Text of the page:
Friday, 16 December 2016

Welcome to the Jungle


                       "Hey man, thanks!!!!!!"
                         -The Tragically Hip

           So, here it is, August 14th, and the weather is hot and sweaty.
           Just like yesterday.

           The forecast is hot and sweaty tomorrow.

           In fact, the forecast is hot and sweaty for at least the next week, with no relief in sight.
           No wind.  Might as well take a nap.





          Great googley-moogley!!!!!    How the HELL did it get to NOBLOODYVEMBER  DEDAMNCEMBER already?

          This has definitely moved me into the quarter-finals of the World Procrastination Championship  (Playoff schedule to be announced shortly, maybe.)


         Well, in the words of Inigo Montoya,

       "There is too much.  Let me sum up."

         It's been an interesting few months.

          Might as well begin at the beginning, way back in August:

          Completely off the Dock, but worth mentioning, because it was such a unique experience- SWMBO and I got to see The Tragically Hip play the Air Canada Centre on August 10.

          I have never felt so damn Canadian.

   See, here's the deal:  The Tragically Hip is like Canada's house band.  They aren't the soundtrack of our 20something to 40something lives, The Hip is more like the score:  always there, always in the background, sometimes swelling to take the spotlight, and, sometimes, taken for granted,
 because they were always THERE.

There was always another tour next year, another album, another chance...

.... until there wasn't.

  The band's quirky writer and frontman, Gord Downie, announced in June that, well...

... he was dying.

  He had a brain tumour, and while the prognosis was clear, that he was a dead man walking, there was some time.

  The band decided, as a band, (because make no mistake, even though Gord was the face and voice,   these five guys were a unit, playing together since high school,  nigh on 35 years,) to launch one last tour.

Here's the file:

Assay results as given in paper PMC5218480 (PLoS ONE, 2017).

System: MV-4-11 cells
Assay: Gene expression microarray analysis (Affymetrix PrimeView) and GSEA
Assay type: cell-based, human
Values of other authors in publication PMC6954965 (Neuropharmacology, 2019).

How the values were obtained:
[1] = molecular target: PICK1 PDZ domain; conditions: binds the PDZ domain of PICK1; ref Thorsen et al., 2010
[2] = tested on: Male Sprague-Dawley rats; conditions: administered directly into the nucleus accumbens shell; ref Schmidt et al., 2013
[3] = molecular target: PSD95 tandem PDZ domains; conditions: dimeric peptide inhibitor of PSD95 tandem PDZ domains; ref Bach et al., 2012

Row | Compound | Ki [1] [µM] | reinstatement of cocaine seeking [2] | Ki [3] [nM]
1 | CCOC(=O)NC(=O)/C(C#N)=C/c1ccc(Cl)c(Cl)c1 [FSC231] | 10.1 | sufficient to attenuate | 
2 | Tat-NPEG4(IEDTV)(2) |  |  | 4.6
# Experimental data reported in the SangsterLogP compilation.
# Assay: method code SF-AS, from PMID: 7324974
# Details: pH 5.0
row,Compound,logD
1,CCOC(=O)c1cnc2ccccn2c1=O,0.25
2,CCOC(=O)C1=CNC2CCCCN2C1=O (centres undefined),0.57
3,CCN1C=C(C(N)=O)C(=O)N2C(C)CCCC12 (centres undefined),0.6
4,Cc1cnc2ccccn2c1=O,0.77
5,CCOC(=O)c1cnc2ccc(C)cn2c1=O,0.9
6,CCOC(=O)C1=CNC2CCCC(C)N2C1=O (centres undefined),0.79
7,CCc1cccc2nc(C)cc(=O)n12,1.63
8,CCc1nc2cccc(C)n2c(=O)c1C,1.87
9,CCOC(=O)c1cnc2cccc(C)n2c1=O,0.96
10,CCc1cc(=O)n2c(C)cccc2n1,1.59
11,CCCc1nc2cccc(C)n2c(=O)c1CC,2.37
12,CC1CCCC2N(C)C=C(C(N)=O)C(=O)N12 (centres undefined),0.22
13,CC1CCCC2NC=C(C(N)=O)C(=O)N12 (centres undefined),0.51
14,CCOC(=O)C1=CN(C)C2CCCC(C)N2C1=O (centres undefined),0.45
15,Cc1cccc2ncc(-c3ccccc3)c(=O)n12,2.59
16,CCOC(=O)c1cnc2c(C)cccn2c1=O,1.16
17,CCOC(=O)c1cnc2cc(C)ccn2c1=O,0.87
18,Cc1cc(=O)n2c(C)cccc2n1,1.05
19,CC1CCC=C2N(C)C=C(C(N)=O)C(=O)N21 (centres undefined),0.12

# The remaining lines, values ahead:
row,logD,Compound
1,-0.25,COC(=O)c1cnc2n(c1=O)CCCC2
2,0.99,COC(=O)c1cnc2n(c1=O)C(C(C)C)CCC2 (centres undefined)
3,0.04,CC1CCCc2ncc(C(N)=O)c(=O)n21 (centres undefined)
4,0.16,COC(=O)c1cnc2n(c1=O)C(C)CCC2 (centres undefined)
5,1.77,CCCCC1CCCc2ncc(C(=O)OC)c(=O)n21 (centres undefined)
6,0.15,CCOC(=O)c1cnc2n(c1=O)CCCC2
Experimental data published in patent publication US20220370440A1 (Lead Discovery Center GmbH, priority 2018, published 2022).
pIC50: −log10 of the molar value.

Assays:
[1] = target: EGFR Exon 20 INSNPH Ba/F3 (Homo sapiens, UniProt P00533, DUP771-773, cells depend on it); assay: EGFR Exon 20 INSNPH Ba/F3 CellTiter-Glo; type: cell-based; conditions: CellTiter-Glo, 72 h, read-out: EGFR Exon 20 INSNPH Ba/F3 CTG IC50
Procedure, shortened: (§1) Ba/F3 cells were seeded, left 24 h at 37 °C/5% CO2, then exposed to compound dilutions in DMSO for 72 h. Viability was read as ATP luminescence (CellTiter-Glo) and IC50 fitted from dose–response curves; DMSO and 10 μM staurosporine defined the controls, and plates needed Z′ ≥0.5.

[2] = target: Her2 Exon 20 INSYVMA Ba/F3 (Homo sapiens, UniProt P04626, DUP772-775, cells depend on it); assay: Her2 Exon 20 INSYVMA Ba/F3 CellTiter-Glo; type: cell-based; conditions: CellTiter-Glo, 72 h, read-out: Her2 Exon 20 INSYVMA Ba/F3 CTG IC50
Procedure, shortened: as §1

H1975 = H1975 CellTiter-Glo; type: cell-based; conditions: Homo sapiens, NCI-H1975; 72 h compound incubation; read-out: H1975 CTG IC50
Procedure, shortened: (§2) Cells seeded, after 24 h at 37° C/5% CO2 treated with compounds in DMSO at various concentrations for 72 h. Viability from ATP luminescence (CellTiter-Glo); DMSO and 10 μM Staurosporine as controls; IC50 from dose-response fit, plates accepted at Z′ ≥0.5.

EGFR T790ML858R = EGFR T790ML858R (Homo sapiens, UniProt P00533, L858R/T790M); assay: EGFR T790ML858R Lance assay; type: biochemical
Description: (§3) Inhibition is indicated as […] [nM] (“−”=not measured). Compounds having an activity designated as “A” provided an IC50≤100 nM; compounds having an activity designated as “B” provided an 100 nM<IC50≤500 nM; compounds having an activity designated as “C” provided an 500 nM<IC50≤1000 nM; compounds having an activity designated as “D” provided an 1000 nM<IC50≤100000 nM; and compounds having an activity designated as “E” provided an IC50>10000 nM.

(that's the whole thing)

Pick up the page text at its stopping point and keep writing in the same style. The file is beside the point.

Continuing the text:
What followed was a uniquely Canadian event- a concert tour that was equal parts concert, party, wake, and tribute to Gord.
(Yeah,  I think every Canadian calls him Gord- it's that kind of band, he's that kind of person, and we're that kind of people.)

Shows sold out across the country, and by the time the band rolled into Toronto, it was obvious this was no gentle victory lap of greatest hits.

   I am lucky enough to work in the radio industry,
   Further lucky enough to work for a small network run by a guy who loves what he does, and likes his crew-  he held a contest for employees, giving away a pair of tickets,
   and I was lucky enough to WIN!

  Thanks, Jon!


   From the opening chord of "Courage (for Hugh Mclennan)", that dead man walking worked that stage for almost three solid hours that night in Toronto.  Gord was occasionally teary eyed, and some say he looked frail,

   but he flat ran that room.

   And if you didn't tear up at least once, you weren't there.

   How big a deal was this concert tour by the best band you've never heard of?

This is where things really get Canadian.

   The Canadian Broadcasting Corporation, often maligned, often unappreciated, often viewed as an anachronistic irrelevancy in the 21st century, lived up to it's name, reclaimed it's role as CANADA'S media, dropped the bomb, and then dropped the mic:

   The CBC stepped up and  decided to bring the party to the people, by broadcasting the final show live, on all of it's platforms. Television, radio, online, on demand....

.... for free.